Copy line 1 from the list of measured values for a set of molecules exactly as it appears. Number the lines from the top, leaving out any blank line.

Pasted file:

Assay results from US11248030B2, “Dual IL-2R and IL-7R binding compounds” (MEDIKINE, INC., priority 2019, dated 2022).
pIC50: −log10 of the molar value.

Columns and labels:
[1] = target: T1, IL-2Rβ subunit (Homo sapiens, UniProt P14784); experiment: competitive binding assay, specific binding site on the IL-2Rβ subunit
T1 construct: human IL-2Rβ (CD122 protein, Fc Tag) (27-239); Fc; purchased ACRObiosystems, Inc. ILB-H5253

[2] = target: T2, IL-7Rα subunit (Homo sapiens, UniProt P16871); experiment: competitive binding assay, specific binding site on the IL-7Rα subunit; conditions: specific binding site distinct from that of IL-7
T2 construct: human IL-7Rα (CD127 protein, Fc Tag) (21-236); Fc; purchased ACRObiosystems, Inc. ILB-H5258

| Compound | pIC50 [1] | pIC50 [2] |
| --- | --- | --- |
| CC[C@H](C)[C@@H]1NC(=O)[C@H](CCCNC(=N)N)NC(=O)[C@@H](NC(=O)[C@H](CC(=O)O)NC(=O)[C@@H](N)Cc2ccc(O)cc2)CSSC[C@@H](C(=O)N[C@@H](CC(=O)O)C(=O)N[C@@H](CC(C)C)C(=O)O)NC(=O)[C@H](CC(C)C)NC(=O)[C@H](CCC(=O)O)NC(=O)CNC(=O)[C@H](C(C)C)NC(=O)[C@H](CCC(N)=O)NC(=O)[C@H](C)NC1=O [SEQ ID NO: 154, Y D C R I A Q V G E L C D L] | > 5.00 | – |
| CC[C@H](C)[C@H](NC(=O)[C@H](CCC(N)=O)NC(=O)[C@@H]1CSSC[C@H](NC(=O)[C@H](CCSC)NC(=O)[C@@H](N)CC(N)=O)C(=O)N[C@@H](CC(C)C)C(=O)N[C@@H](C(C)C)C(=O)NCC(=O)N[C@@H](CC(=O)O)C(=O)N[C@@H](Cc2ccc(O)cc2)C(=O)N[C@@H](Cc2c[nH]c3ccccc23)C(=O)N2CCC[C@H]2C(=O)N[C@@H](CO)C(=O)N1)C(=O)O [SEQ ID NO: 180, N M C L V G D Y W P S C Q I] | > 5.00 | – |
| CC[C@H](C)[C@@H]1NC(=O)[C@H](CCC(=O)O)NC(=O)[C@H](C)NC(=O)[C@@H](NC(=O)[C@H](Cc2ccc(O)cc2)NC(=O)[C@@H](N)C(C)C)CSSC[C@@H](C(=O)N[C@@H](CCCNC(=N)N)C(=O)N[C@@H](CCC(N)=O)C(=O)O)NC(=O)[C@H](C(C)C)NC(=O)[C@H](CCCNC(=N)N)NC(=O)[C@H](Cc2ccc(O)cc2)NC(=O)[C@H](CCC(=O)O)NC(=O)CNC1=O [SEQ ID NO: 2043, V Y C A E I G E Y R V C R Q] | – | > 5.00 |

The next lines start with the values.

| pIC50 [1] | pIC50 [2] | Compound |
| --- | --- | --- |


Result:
Assay results from US11248030B2, “Dual IL-2R and IL-7R binding compounds” (MEDIKINE, INC., priority 2019, dated 2022).